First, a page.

January 01: Michelangelo’s new job
2012/01/01 § Leave a comment
It would seem obvious that Michelangelo, the greatest all-around artist of his day, would be appointed to serve as architect of the most important building in Christendom. But it was only thirteen years after Alessandro Farnese was elected that he put Michelangelo to work on the project that had been underway for several decades without a lot to show for it. Bramante’s plan had been laid out, begun, then revised by Raphael (who was much, much better in two dimensions) and Giuliano da Sangallo. It is the latter’s project, when compared with the original of Bramante, that inspired some choice words from Michelangelo, who has left us some of the strongest architectural criticism history has ever known:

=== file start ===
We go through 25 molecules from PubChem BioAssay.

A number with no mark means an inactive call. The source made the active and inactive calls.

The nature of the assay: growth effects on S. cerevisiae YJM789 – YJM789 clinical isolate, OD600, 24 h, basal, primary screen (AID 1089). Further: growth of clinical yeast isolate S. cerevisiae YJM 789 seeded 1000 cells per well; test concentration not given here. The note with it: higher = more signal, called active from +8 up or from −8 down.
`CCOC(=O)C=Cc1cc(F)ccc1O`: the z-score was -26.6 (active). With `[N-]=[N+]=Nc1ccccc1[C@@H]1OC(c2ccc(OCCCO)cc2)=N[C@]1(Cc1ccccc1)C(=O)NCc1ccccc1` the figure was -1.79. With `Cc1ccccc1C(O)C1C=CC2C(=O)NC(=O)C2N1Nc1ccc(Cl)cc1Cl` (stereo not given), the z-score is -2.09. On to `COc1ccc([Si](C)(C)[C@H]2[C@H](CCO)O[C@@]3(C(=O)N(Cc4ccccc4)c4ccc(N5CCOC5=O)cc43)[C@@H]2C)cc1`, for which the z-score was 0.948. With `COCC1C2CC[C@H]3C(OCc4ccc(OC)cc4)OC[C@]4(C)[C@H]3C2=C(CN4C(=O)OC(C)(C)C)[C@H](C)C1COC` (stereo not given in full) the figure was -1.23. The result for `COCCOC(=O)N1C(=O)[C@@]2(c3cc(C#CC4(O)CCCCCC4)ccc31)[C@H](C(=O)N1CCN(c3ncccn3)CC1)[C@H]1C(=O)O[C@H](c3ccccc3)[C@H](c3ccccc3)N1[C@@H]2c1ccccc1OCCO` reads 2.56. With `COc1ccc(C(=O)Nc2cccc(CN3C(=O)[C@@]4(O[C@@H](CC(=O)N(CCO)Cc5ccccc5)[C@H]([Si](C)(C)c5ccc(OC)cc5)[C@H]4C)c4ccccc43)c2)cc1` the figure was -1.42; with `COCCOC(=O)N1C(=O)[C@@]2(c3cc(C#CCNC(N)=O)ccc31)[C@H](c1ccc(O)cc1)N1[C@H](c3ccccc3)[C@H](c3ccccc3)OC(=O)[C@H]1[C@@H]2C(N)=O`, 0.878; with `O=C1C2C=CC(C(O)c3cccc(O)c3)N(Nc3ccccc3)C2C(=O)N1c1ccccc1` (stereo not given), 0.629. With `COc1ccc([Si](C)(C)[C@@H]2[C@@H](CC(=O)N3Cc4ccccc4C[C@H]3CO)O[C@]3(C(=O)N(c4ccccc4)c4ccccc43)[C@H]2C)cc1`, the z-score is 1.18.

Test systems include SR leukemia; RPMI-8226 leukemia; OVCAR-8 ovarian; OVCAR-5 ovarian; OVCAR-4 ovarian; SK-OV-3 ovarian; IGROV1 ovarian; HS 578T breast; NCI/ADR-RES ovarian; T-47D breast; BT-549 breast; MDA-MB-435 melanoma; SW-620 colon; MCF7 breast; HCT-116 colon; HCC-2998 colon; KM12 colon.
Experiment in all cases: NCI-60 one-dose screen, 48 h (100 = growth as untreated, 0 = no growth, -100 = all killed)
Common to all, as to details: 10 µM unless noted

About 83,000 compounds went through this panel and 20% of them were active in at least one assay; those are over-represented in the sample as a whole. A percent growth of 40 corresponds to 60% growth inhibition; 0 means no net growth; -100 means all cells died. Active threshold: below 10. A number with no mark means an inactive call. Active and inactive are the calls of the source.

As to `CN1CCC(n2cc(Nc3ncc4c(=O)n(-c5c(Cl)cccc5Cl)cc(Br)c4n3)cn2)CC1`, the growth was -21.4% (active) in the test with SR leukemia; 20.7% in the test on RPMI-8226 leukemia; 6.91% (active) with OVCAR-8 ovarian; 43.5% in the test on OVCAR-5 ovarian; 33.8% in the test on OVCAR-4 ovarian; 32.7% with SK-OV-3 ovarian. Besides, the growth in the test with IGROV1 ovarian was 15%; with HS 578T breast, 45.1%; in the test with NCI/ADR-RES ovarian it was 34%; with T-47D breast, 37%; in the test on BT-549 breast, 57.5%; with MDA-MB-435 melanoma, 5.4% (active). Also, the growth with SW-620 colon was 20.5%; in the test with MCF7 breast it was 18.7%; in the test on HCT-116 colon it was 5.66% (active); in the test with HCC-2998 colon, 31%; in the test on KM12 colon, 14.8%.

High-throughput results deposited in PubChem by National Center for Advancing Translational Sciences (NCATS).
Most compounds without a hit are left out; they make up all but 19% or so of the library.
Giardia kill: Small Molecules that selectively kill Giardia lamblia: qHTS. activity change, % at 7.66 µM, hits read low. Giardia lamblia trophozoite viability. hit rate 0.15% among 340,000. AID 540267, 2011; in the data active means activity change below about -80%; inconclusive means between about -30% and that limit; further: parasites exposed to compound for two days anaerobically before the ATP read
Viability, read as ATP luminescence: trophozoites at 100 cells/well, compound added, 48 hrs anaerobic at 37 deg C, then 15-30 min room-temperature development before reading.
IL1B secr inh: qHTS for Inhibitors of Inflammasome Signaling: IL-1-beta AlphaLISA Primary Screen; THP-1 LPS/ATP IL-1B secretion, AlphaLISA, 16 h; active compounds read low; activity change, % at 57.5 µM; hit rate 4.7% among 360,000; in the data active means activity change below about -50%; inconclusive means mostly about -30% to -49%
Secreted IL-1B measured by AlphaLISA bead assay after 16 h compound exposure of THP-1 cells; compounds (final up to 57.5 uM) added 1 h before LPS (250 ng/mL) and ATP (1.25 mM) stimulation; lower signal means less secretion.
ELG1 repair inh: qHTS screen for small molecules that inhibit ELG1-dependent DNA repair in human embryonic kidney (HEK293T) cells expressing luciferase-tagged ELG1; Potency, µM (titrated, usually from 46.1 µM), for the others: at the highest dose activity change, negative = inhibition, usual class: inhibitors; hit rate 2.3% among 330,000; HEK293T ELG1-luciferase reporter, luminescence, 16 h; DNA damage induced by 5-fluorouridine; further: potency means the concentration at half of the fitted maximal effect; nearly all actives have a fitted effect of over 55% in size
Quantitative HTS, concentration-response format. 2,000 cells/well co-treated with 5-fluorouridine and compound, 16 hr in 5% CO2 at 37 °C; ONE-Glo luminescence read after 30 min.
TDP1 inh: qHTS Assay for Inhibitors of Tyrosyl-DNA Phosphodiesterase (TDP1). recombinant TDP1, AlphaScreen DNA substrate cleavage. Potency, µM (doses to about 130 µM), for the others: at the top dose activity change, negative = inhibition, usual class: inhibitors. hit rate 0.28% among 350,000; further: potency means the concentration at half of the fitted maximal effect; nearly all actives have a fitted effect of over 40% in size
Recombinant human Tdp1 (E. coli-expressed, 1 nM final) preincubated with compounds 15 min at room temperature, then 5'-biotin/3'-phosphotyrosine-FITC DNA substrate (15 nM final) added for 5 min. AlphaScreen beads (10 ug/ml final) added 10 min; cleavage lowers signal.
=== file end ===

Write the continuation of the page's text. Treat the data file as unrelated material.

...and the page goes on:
One cannot deny that Bramante was as skilled in architecture as anyone since ancient times. He laid down the first plan of St. Peter’s, not full of confusion, but clear, simple, and luminous. . . It was held to be a beautiful design, and manifestly still is, so that anyone who had departed from Bramante’s order, as Sangallo has done, has departed from the truth.
Simultaneously elevating the great Bramante and degrading his rival Sangallo, Michelangelo reveals that he was as deft a crafter of words as he was with oils and marble. He reasserted the strength of Bramante’s Greek Cross plan and designed the great dome that, even though it was somewhat altered after his death, is one of the great cupolas of the world. The marring of Michelangelo’s work and legacy by Maderno is, as they say, another story for another day.
Image: the dome, St. Peter’s Basilica, Rome